Friday, April 1, 2016

Hospital  Immersion – Seeing Is Understanding
Sometimes you can’t explain something. 
You have to see it to understand it, like  fiendishly complicated deeply nuanced  hospital care.  

This was the premise of 2 physician hospital board members,  who created “Immersion Day” for Mission Health,  a 763 bed medical center in Ashville , North Carolina ,  a $1.6 billion  enterprise.
 The 2  physicians describe the day in the March 31 edition of the New England Journal of Medicine – “Immersion  Day – Transforming Governance and Policy by Putting on Scrubs.”
Their idea was simple and obvious -  Have hospital board members, journalists, legislators, and regulators put on hospital scrub suits for day and expose them to the workings of the hospital to deepen their understanding of the workings of the hospital, its complexities, and its costs.
As an American Indian once explained,  “You have to walk a mile in another man’s moccasins to get the smell and feel  of what he does.”
“Immersion Day” begins at 7:30 AM with a orientation and a signing of confidentiality agreements, followed by exposure to pre-op care, listening to patients’ stories, then watching the surgical team put the patient to sleep,  witnessing an operation,  then joining rounds in the intensive care unit, observing critically - ill patients, talking  there with nurse, hospitalists, and case managers, then going to open-heart surgery suite,  observing an operation, then rounding with specialists,  and watching hospitalists struggle with entries into electronic health records or doing beside procedures,  and ending the 9 to 12 hour day in the emergency room, as witnesses to the overcrowded  controlled chaos with its unforgettable moments.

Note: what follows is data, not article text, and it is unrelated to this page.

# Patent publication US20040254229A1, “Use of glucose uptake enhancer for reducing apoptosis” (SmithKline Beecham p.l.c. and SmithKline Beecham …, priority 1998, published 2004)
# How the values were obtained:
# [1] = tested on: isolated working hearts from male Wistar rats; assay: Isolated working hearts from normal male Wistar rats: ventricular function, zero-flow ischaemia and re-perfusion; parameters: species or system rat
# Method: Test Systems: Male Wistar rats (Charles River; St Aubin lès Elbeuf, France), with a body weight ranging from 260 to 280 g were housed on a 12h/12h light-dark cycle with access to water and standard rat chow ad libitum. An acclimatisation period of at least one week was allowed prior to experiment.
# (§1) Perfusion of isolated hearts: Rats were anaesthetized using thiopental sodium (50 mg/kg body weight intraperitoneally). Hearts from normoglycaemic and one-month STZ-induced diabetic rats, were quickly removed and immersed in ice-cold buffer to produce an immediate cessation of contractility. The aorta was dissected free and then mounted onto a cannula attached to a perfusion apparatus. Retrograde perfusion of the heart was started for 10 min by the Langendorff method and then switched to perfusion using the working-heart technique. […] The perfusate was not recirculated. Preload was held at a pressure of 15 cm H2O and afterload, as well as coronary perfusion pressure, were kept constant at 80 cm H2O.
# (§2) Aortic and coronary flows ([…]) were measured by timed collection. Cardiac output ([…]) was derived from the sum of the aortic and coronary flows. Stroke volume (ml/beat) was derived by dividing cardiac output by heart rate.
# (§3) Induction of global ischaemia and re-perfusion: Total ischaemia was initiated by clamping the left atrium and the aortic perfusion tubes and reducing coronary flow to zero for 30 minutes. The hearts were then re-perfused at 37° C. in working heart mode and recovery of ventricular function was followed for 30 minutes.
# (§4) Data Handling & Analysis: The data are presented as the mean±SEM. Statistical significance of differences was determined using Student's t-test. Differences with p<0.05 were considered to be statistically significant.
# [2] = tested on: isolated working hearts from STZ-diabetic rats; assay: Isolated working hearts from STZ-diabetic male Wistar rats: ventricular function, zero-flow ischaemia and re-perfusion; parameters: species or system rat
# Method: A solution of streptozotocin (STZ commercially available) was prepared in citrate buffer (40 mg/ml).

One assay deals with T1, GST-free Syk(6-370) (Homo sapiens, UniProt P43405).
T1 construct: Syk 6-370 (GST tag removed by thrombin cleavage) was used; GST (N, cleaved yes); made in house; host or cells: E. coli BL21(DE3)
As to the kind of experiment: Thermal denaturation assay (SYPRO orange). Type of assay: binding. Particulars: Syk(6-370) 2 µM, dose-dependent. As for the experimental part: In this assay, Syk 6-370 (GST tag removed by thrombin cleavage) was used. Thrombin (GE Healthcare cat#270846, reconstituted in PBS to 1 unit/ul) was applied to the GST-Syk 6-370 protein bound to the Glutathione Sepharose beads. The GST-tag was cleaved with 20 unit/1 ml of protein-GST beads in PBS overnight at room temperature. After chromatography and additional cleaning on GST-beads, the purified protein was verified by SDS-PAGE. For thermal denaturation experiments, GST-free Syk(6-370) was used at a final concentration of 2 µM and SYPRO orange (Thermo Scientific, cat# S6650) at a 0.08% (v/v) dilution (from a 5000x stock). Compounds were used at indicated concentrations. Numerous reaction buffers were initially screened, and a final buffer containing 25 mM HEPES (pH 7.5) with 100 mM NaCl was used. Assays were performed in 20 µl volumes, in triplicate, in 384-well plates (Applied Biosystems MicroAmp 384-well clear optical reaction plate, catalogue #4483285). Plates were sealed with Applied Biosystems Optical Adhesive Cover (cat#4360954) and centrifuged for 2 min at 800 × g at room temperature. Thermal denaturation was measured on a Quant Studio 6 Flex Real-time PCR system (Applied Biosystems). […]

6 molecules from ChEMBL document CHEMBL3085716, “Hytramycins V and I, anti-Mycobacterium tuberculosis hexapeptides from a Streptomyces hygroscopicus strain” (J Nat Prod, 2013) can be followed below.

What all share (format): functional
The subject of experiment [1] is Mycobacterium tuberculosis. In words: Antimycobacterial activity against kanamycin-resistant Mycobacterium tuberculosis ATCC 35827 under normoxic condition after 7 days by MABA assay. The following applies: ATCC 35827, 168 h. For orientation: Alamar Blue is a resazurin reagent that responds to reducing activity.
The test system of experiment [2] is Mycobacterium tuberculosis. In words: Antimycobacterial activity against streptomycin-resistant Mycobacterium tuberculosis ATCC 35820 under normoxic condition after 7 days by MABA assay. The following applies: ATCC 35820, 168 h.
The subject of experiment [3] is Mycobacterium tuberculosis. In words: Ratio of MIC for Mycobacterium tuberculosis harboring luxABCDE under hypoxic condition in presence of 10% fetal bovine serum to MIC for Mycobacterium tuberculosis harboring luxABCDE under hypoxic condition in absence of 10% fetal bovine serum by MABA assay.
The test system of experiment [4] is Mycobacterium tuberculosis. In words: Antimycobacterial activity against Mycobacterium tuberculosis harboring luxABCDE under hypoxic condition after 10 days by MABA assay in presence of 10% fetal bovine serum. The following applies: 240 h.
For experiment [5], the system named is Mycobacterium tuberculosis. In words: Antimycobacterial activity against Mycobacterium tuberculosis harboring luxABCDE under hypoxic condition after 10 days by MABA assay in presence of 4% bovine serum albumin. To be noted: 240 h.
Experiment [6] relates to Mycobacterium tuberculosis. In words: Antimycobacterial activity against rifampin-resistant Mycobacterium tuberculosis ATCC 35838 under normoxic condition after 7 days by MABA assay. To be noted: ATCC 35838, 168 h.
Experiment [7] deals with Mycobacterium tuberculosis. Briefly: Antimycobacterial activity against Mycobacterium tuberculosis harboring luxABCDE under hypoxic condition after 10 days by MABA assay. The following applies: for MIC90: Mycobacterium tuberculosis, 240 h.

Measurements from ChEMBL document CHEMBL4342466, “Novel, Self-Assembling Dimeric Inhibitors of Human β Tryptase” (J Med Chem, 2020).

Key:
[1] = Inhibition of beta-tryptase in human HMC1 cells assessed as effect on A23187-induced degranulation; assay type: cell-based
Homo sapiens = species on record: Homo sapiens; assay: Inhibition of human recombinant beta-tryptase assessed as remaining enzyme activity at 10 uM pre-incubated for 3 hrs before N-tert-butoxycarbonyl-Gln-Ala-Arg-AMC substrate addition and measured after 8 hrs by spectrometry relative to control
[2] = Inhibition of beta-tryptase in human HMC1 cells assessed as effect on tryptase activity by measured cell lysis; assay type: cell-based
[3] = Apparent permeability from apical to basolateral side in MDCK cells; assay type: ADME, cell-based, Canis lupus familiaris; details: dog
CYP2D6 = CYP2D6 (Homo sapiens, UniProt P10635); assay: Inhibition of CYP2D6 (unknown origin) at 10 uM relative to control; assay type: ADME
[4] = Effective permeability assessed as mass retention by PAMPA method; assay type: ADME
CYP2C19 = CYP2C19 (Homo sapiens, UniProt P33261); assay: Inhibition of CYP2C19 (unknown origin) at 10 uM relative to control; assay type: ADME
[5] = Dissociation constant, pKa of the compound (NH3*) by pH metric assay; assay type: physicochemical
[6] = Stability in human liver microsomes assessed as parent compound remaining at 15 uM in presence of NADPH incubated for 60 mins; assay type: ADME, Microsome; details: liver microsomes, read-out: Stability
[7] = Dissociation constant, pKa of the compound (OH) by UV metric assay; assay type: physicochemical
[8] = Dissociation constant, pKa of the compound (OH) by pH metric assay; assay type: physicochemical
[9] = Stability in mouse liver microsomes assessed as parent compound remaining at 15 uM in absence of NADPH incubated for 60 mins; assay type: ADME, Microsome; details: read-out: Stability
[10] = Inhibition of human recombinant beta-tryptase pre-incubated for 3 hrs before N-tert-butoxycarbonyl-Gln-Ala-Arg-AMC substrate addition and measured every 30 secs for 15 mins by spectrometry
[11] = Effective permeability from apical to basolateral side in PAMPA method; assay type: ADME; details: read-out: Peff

Board members called their Immersion Day as “eye-opening  and endlessly fascinating, “ “unforgettable and humbling,” “the best-spent day of my life,” and “ Iearned more about hospitals and health care in 10 immersion hours than 6 years sitting on the board.”
The 2 doctor authors conclude”  Deep immersion in the work of our health system has strengthened governance and engendered trust in our community, staff, and physicians, while elucidating health care for policy makers.”
Once board members – manufacturers, investors, and  bankers -  have been there and seen that, they know how a health system works. And they understand the system’s complexity, the human nuances,  the workflows and the choreography , the opportunities for error, forces behind increasing costs, and why human good flows from serving all patients regardless of ability to pay.   Knowing intimately how the health system  transforms the system by humanizing it and it creates better working relationships between the hospital board and the physician staff.  

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